EDPB issues Brexit statement at 43rd Plenary session

December 18, 2020

The EDPB met for its 43rd plenary session. During the plenary, a wide range of topics was discussed.

Firstly, the EDPB adopted its Strategy 2021-2023, which sets out the Board’s strategic objectives, with four key points:

  • advancing harmonisation and facilitating compliance;
  • supporting effective enforcement and efficient cooperation between national supervisory authorities;
  • a fundamental rights approach to new technologies and;
  • the global dimension.

The Strategy will also be implemented through a Work Programme, which will provide further detail about the EDPB’s action plan. The Work Programme will be adopted in early 2021. 

The EDPB issued a statement on the end of the Brexit transition period in which it describes the main implications of the end of the transition period for data controllers and processors. In particular, the EDPB emphasised the issue of data transfers to a third country as well as the consequences in the area of regulatory oversight and the One-Stop-Shop mechanism. The Brexit transition period, during which the ICO is still involved in the EDPB’s administrative cooperation, expires at the end of 2020. Additionally, the EDPB adopted an information note on data transfers under the GDPR after the Brexit transition period ends.

The EDPB also adopted Guidelines on restrictions of data subject rights under Article 23 GDPR. The guidelines highlight the conditions surrounding the use of such restrictions in light of the Charter of Fundamental Rights and the GDPR. They analyse the criteria to apply restrictions, the assessments that need to be observed, how data subjects can exercise their rights after the restrictions are lifted, and the consequences of infringements of Article 23 GDPR. The EDPB notes that any restriction needs to respect the essence of the right that is being restricted and that restrictions that are extensive and intrusive to the extent that they void the fundamental right to the protection of personal data of its basic content cannot be justified. Additionally, the guidelines analyse how the legislative measures setting out the restrictions need to meet the foreseeability requirement and examine the grounds for the restrictions listed by Article 23(1) GDPR and the obligations and rights which may be restricted. An explanation of the “necessity and proportionality” test that restrictions need to pass based on Article 23(1) GDPR is also included. The guidelines are open for consultation until 12 February 2021.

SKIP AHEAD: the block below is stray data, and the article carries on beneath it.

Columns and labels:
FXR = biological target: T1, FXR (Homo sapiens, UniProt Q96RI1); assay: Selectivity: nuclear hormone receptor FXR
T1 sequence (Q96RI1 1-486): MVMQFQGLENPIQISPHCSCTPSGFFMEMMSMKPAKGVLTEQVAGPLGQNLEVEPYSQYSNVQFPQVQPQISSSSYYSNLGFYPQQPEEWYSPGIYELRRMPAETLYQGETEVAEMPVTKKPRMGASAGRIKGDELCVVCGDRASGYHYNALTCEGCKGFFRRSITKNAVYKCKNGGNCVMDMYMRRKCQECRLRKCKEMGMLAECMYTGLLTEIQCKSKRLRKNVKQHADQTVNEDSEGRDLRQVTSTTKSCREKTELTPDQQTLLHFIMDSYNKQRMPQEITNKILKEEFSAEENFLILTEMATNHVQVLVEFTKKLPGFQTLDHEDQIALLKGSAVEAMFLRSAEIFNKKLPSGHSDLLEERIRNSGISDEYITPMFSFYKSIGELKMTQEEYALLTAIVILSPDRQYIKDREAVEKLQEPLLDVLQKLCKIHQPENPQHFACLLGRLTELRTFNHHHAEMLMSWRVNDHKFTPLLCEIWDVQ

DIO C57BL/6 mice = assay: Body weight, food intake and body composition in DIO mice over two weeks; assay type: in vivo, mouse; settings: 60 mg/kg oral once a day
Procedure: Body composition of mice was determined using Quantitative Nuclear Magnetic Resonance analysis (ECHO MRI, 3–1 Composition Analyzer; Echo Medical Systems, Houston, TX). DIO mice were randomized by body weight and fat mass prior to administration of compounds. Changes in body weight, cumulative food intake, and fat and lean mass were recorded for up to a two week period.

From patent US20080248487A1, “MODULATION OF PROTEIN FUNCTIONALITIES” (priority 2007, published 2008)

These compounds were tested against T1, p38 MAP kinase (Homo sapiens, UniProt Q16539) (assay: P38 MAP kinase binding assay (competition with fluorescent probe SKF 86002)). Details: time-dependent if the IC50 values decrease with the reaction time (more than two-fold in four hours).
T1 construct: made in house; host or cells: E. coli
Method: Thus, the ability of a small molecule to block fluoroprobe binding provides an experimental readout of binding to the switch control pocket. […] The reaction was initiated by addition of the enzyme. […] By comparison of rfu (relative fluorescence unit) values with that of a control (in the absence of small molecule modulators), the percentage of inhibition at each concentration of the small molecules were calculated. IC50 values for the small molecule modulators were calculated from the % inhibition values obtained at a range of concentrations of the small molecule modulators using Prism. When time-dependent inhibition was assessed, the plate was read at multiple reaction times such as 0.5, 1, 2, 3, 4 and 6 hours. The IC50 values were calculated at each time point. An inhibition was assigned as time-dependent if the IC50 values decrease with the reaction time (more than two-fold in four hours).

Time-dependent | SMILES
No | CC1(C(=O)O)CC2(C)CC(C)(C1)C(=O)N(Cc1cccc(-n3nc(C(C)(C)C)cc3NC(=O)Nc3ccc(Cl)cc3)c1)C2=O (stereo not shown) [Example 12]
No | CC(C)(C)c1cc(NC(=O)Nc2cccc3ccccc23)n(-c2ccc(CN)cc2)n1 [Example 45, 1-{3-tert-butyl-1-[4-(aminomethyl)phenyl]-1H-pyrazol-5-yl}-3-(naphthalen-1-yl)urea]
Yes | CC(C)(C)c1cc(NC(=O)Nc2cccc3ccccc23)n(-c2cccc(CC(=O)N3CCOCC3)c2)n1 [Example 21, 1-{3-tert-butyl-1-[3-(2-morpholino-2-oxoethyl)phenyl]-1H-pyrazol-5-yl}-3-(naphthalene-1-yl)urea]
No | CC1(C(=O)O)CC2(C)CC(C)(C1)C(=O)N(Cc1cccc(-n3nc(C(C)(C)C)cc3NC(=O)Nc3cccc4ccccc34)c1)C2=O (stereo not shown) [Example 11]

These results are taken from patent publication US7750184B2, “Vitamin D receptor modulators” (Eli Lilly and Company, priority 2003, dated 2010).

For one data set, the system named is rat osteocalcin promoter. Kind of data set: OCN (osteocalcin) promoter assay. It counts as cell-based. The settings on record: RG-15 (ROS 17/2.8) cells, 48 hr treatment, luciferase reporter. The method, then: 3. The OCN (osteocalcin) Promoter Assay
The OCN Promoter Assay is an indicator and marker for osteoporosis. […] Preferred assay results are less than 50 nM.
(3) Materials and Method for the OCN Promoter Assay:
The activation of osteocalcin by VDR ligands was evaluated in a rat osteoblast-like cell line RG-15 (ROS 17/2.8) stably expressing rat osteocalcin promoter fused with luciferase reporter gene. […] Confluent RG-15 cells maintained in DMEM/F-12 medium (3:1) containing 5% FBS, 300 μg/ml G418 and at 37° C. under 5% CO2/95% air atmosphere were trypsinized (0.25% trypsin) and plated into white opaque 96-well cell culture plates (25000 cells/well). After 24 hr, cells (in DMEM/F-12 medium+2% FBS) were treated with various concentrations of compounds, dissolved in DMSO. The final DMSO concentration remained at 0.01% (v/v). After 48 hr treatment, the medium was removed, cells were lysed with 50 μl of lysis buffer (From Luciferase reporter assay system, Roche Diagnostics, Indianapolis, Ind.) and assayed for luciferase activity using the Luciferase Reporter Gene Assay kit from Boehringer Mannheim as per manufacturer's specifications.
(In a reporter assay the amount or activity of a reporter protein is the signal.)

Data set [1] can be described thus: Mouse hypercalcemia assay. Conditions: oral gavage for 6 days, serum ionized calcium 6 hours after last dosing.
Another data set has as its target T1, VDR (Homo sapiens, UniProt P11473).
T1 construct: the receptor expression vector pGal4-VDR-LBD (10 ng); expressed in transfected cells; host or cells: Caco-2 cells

Following public consultation, the EDPB has adopted a final version of the Guidelines on the interplay of the Second Payment Services Directive (PSD2) and the GDPR. The guidelines aim to provide further guidance on the data protection aspects in the context of the PSD2, in particular on the relationship between relevant provisions in the GDPR and the PSD2. Following the consultation, a section on fraud prevention was included.

Also following public consultation, the EDPB adopted a final version of the Guidelines on articles 46 (2) (a) and 46 (3) (b) of Regulation 2016/679 for transfers of personal data between EEA and non-EEA public authorities and bodies. These articles address transfers of personal data from EEA public authorities or bodies to public bodies in third countries, where these transfers are not covered by an adequacy decision. The final version of the guidelines integrates updated wording, and legal reasoning in order to address comments and feedback received during the public consultation, as well as necessary changes following the Schrems II ruling.

The EDPB also adopted a statement on the protection of personal data processed to prevent the use of the financial system for money laundering and terrorist financing. The EDPB considers it a matter of the utmost importance that the anti-money laundering measures are compatible with the rights to privacy and data protection in Articles 7 and 8 of the Charter of Fundamental Rights of the EU, the principles of necessity of such measures in a democratic society and their proportionality, and the case law of the CJEU. Therefore, the EDPB calls on the European Commission to be involved in the drafting process of any new anti-money laundering legislation from the early stages and states its readiness to contribute to discussions within the Council and the European Parliament, as well as to be consulted in a timely manner by any European or international regulatory body.

Finally, the EDPB adopted an Art. 64 opinion on the draft decision regarding Equinix’s Controller Binding Corporate Rules (BCRs), submitted by the Dutch data protection authority. The EDPB says that the Article 29 WP 256/257 referentials are currently being revised and that BCR holders will be required to modify their BCRs and incorporate any additional commitments that may need to be included in the BCRs in accordance with such updated referentials.